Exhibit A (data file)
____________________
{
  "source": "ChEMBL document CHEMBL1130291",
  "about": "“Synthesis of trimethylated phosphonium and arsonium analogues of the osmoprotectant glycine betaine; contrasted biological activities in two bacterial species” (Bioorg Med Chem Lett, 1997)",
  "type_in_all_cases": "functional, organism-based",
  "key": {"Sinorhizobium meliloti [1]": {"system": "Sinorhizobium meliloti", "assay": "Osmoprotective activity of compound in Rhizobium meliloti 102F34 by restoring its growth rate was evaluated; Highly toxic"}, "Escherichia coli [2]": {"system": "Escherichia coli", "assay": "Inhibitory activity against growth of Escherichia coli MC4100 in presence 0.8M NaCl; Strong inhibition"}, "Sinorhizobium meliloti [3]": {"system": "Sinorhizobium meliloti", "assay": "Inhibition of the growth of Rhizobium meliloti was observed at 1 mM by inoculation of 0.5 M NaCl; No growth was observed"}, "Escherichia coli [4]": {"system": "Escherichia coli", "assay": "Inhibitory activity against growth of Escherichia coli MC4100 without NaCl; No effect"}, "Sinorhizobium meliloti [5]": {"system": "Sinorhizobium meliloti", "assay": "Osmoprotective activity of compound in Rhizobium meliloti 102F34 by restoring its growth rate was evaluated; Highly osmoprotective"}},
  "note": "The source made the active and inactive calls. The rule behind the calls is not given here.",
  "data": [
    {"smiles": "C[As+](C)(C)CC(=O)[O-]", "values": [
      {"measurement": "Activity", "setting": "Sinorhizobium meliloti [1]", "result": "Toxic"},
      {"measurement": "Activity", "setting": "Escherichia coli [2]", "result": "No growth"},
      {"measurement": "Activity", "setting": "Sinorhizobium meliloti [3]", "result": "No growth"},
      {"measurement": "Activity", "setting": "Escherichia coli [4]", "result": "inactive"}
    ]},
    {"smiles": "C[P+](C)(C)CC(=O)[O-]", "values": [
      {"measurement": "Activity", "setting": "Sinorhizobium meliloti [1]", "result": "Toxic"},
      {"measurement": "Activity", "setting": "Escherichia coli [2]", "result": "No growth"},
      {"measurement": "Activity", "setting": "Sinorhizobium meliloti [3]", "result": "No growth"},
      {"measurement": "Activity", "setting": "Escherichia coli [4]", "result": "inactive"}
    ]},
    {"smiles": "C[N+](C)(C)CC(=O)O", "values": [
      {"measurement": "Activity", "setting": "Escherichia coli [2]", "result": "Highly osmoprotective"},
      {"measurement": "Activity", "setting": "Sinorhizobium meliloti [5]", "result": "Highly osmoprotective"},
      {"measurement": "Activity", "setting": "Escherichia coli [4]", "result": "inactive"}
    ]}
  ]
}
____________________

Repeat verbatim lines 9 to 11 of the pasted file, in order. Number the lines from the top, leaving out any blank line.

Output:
      {"measurement": "Activity", "setting": "Sinorhizobium meliloti [1]", "result": "Toxic"},
      {"measurement": "Activity", "setting": "Escherichia coli [2]", "result": "No growth"},
      {"measurement": "Activity", "setting": "Sinorhizobium meliloti [3]", "result": "No growth"},